I hope that it is not tactless of me to suggest that the Secretary of State might draw the Home Secretary's attention to the new legislation; he has been busy with other things in the past few days and may not have had time to do his homework on it.
Finally, I add a word of warning. I wonder whether my hon. Friend has fallen into a pitfall with the new legislation involving seat belts. I shall not pursue that, Mr. Weatherill, as I noticed that you raised your eyebrows an almost imperceptible fraction of an inch, and I do not want to incur your disapproval.
§ Mr. A. J. Beith (Berwick-upon-Tweed)
It must be unusual for a Bill to be recommitted to a Committee of the whole House after having been through a Scottish Standing Committee, especially so that it can be made to apply to my constituency and almost entirely to my constituency. But the Government have sought to deal with a difficult anomaly.
The House appears to be in a frivolous mood, but it should be remembered that we are dealing with the livelihoods of people on both sides of the border in a difficult and competitive business. They are people on whom the general public depend for a taxi at the station or to get from many parts of the Borders region to extremely distant railheads. Particularly in the constituency of my right hon. Friend the Member for Roxburgh, Selkirk and Peebles (Mr. Steel) people may live 50 miles from the nearest railway station. We should 1087 all try to secure responsible and well regulated taxi facilities and make sure that responsible taxi drivers are supported and that proper provision is made for them.
I wish to ensure that in pursuing these changes to the complicated provisions of the Scottish and English legislation the Minister achieves his object. If he does so, he will satisfy all the parties, including the Berwick borough council, which made proposals at an early stage in the discussion and sought to be as constructive as it could be. The borough council was the enforcing authority, to whom fell the uncomfortable duty of enforcing the law against taxi drivers from Scotland who were at the time acting outside the law.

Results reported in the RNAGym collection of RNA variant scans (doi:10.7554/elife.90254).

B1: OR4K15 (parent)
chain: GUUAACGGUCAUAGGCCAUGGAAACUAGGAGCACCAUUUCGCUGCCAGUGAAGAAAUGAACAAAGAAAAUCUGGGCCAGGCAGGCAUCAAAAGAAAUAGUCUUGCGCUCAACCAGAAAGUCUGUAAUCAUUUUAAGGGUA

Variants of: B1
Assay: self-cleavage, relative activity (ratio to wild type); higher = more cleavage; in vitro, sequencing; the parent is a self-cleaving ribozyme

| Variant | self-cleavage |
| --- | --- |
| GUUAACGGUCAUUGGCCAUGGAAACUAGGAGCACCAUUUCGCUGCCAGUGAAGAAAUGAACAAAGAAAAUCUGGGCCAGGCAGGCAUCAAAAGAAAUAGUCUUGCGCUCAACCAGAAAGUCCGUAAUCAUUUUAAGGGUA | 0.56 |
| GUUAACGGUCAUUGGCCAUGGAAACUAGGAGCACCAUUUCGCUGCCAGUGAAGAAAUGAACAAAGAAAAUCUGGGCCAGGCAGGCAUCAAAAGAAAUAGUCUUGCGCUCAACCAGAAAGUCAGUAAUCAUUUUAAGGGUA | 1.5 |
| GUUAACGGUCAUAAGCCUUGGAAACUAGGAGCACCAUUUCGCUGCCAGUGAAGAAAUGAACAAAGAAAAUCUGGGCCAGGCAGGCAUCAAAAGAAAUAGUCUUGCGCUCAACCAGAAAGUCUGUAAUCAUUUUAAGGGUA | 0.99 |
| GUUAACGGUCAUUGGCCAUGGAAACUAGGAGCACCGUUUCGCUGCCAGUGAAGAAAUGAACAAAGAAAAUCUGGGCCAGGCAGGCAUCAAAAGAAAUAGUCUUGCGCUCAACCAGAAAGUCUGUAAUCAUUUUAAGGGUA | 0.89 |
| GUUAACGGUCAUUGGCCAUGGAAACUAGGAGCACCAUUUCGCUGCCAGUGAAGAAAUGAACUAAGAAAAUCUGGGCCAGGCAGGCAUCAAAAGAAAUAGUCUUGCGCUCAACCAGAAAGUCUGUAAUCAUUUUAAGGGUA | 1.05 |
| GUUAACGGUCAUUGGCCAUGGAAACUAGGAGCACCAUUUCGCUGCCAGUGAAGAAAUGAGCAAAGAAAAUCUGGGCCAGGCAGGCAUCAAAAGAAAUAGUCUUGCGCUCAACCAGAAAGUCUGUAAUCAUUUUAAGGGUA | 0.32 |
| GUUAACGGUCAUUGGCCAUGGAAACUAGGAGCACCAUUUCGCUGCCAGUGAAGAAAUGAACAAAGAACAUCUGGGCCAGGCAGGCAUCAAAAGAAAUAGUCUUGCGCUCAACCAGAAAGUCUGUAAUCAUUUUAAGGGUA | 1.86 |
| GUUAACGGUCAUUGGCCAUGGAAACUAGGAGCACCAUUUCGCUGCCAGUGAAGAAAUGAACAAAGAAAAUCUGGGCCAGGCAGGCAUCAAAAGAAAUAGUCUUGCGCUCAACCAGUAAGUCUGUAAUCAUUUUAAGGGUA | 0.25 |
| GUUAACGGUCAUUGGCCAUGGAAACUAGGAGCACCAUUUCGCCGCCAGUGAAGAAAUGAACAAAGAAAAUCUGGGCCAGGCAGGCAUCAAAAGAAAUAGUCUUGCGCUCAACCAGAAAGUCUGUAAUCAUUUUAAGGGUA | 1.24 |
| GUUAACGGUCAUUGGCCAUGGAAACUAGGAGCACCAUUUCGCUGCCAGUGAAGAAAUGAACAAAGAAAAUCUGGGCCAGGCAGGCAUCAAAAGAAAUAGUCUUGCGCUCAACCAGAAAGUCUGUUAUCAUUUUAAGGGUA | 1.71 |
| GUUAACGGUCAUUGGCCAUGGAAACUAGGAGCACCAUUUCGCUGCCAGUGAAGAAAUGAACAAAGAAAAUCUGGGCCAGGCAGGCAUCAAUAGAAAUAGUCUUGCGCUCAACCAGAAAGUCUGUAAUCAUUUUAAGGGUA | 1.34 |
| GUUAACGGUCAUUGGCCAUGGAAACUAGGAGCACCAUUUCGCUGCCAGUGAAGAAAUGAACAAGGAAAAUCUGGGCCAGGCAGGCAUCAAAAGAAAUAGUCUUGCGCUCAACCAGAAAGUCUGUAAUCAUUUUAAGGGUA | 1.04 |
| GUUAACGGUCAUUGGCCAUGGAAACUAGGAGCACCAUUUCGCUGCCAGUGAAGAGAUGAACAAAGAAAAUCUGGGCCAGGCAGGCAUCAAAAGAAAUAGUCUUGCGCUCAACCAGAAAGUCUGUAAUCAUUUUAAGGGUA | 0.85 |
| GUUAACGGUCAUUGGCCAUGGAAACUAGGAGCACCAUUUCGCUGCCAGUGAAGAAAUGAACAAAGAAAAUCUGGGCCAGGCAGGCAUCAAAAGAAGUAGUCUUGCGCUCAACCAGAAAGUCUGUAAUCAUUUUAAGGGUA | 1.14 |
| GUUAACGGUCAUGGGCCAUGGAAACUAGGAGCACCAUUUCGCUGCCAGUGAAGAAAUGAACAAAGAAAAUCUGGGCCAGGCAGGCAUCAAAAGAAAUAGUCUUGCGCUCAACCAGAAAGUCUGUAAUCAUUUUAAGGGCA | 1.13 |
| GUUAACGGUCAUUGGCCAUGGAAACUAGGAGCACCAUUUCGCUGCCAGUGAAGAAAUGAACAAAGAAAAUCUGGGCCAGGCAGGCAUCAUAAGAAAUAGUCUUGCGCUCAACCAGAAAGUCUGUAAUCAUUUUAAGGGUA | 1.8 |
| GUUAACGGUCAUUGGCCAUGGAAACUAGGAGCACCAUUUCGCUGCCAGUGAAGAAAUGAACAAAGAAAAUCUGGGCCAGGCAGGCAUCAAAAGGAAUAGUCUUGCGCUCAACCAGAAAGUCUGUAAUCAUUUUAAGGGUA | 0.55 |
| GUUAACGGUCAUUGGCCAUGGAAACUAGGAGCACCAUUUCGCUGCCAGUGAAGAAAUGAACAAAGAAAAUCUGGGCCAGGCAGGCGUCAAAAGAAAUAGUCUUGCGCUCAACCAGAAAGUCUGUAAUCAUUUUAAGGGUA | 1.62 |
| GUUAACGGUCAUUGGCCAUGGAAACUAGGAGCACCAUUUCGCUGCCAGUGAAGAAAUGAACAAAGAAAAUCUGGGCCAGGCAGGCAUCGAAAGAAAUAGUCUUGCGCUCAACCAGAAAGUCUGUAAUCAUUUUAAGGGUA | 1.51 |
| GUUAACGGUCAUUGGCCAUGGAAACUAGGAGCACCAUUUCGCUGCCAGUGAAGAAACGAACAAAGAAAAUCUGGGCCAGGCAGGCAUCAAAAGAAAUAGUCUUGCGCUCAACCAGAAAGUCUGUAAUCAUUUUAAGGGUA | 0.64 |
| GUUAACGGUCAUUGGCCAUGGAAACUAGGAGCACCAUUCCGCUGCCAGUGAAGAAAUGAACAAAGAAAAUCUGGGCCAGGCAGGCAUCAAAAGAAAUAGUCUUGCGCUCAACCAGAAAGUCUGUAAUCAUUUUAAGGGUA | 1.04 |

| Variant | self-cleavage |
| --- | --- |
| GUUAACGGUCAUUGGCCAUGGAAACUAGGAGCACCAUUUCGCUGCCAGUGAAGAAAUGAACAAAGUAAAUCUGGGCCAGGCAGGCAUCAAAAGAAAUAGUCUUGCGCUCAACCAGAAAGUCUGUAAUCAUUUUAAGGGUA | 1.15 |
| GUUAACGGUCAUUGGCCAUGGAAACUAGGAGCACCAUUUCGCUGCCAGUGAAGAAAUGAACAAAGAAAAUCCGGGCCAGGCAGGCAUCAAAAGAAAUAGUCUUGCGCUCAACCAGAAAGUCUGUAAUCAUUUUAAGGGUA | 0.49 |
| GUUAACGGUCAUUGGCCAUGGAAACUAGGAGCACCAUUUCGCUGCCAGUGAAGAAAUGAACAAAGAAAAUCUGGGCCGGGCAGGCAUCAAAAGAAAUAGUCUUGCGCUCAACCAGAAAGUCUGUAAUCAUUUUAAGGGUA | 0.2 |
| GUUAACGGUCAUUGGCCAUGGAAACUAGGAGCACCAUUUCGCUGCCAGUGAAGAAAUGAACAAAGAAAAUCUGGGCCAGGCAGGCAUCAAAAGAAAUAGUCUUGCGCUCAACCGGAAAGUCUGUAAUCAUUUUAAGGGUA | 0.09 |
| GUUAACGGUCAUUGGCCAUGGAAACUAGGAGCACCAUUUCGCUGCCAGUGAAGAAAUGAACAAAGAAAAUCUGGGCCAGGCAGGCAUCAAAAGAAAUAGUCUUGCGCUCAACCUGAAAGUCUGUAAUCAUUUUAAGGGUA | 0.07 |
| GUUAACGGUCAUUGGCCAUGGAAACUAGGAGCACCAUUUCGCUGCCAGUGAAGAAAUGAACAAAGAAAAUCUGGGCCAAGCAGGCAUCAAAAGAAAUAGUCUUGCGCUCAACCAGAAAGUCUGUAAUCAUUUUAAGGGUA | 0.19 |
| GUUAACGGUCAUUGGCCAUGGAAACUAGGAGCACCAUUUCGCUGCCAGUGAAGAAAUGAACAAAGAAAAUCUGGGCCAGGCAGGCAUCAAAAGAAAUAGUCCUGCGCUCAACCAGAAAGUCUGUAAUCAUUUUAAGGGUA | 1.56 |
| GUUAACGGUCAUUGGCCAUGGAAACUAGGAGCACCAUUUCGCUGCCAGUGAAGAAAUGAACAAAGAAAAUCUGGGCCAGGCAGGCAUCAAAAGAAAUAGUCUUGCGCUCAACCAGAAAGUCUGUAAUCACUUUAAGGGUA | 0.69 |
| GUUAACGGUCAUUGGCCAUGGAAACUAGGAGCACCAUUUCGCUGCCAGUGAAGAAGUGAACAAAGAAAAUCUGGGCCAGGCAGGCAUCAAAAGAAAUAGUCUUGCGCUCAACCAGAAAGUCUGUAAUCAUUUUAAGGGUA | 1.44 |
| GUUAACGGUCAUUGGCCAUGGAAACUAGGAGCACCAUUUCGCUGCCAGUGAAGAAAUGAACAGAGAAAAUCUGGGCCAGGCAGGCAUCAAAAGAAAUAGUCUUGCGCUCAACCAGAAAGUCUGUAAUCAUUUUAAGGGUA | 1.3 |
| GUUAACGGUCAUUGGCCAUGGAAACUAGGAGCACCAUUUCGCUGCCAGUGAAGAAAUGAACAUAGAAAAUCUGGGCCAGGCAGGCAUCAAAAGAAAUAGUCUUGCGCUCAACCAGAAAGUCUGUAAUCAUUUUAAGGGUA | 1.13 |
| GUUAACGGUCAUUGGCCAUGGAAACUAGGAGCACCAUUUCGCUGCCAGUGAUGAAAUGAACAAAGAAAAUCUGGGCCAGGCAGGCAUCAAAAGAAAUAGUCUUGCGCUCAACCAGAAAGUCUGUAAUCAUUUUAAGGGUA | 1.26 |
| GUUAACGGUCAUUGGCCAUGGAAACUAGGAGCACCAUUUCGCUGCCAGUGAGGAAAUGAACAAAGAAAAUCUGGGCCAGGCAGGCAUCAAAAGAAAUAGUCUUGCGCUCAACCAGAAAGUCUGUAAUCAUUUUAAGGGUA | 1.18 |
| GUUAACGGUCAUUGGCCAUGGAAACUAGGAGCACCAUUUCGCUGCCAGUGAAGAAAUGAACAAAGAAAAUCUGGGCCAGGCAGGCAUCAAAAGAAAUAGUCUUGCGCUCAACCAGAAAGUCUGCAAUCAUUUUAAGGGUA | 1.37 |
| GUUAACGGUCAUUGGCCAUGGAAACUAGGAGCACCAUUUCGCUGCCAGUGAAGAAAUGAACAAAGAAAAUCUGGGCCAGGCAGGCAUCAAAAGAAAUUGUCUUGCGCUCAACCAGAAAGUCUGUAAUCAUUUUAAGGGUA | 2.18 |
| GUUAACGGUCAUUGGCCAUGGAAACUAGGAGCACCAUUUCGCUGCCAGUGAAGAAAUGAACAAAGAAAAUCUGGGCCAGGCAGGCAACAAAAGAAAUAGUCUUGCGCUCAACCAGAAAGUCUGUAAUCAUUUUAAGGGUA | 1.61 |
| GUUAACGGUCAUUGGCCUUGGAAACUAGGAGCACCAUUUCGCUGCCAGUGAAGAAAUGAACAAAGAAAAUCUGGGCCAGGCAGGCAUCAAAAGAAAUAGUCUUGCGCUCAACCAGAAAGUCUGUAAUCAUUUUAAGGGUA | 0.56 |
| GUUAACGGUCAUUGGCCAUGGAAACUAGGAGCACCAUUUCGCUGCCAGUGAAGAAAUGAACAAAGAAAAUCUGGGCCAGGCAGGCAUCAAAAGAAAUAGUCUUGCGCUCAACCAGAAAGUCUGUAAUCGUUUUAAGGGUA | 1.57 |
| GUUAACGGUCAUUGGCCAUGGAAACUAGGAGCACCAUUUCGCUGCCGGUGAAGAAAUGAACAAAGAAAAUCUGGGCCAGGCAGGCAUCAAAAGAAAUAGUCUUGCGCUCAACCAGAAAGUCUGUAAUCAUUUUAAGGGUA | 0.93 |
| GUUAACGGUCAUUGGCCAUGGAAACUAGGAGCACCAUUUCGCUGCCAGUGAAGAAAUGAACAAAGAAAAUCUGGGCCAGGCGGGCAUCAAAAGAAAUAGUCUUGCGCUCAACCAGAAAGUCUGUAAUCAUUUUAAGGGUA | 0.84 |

It is important to establish what will happen if these provisions and those that the Minister intends to move later in the Bill come into effect. My understanding is that they will confer complete reciprocity in that all the rights available to Scottish taxis will be similarly available to English taxis in Scotland. I wish to be clear about where reciprocity stands in relation to the decision whether to have a licensing system in an area.
The Berwick borough operates a system for the licensing of taxis by virtue of the discretionary powers in English legislation. What will happen if the appropriate local authority on the Scottish side of the border decides not to exercise such powers? Would the effect be that the law was, for all practical purposes, as it is now, or would there be a one-sided arrangement in which the reciprocal benefit to English taxi drivers of this proposal does not materialise?
If the law remains as it is, and is only brought into practical effect by licensing, there can be no complaint from either side and there will be a strong incentive on the Scottish local authority to introduce a licensing system. I know that there is an amendment later on the Amendment Paper for Report stage to make licensing compulsory. We must cater for what might arise if the Scottish authorities decided not to proceed in the matter. Therefore, I seek the Minister's guidance as to whether reciprocity depends on the Scottish side introducing a licensing scheme, and what happens if it fails to do so. That guidance is what I seek before being ready to give my support to what seems to be, on the face of it, an appropriate tidying up of an anomalous and difficult piece of law.
§ Mr. John Home Robertson (Berwick and East Lothian)